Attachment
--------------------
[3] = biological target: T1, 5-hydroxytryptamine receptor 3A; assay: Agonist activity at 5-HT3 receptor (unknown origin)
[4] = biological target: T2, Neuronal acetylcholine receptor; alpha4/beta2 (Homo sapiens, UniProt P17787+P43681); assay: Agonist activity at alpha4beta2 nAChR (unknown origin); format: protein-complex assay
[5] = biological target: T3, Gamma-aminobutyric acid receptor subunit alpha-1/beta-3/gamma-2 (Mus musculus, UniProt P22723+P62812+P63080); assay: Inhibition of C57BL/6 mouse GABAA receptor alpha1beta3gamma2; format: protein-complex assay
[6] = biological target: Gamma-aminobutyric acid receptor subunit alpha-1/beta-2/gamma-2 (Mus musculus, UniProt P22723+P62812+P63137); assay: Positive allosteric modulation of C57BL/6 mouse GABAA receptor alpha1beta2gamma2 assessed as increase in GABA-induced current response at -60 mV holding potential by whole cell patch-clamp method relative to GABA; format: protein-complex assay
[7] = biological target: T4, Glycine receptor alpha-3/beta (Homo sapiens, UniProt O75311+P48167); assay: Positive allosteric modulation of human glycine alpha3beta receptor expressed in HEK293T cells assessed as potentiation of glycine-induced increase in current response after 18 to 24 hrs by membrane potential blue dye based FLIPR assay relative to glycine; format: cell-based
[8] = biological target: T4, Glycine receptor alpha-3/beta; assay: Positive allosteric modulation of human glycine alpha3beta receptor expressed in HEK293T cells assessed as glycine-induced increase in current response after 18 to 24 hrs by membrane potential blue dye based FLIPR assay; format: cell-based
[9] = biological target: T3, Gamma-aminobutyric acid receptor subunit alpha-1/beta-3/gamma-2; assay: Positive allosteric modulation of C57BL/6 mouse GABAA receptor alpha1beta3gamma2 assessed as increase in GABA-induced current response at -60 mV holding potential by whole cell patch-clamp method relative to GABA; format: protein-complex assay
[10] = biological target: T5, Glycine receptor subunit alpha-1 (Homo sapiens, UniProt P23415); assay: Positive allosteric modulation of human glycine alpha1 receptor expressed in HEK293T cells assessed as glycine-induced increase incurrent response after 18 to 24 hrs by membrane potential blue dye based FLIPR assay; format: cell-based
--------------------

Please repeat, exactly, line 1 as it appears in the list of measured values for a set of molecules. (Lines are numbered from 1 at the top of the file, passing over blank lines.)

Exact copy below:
[3] = biological target: T1, 5-hydroxytryptamine receptor 3A; assay: Agonist activity at 5-HT3 receptor (unknown origin)